INT. SUBURBS - DAY - A CHILD’S PARTY
We see a FANCY CLOWN from the perspective of the SEATED CHILDREN, all dressed in suits and floral prints. A string quartet is out of view. The SEATED CHILDREN laugh politely at the balloon animals and seltzer water. They are too old for this and would prefer to be sexting, but they are still intrigued by the plight of the struggling artist.
Suddenly RANDY, the birthday boy, erupts into hysterical laughter. The other SEATED CHILDREN support his move and begin to laugh harder, but they can’t match his intensity. Laughter overtakes his whole body, and he falls from his chair, flailing. Ambient mirth turns to confusion and then to terror. SALLY lets out a deafening shriek as she notices blood trickling from the corners of RANDY’S eyes. The room falls silent. A wayward breeze rattles the shutters and blows out the birthday candles.
* * *
Some people say laughter is the best medicine. The health benefits of laughter have actually been studied pretty extensively, with lots to support its value. But, like any medicine, it can also kill you. And if something can kill you, it probably will.
Laughter can kill you in a number of interesting ways. For example, if you happen to be walking around with an aneurysm in your brain (1-6 % of us, most unknowingly), a single laugh could cause that aneurysm to rupture. Laughing increases the pressure inside your cranium, which puts stress on that aneurysm (which is basically an over-filled water balloon sitting right next to important parts of your nervous system). While people do survive ruptured aneurysms all the time, if it was big enough to rupture because you laughed, you’d probably die pretty promptly.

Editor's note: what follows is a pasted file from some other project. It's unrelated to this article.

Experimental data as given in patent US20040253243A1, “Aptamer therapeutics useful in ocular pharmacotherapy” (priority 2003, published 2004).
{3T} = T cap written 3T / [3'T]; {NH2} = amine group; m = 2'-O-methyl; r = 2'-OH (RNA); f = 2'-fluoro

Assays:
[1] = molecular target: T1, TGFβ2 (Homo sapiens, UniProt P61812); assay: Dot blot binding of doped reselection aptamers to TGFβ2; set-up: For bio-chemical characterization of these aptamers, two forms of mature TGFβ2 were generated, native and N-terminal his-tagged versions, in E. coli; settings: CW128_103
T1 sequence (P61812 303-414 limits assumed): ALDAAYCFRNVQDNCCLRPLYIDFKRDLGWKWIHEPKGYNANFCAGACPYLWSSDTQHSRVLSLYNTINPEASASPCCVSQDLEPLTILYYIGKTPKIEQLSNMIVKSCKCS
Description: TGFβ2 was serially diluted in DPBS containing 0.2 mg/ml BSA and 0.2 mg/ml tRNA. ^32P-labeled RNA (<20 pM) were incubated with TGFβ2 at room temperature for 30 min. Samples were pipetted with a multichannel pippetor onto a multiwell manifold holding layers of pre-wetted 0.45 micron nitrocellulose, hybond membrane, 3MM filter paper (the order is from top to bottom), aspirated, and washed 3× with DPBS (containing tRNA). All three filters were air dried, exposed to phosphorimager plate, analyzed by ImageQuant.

By a similar mechanism of pressure changes, laughing could also kill you by bowel death. When you laugh, you contract your stomach muscles and increase the pressure on your abdominal wall. That force can cause little parts of your bowel to poke out through small holes in your abdominal and pelvic wall — a hernia. Hernias are common, and lots of people live with them, but if you’re laughing really hard and the hernia gets strangulated (the bowel loop gets trapped in the little hole and it’s blood supply gets cut off) that can be intensely painful and require urgent surgery. If you don’t get to a hospital quickly, it’s quite possible that you could die.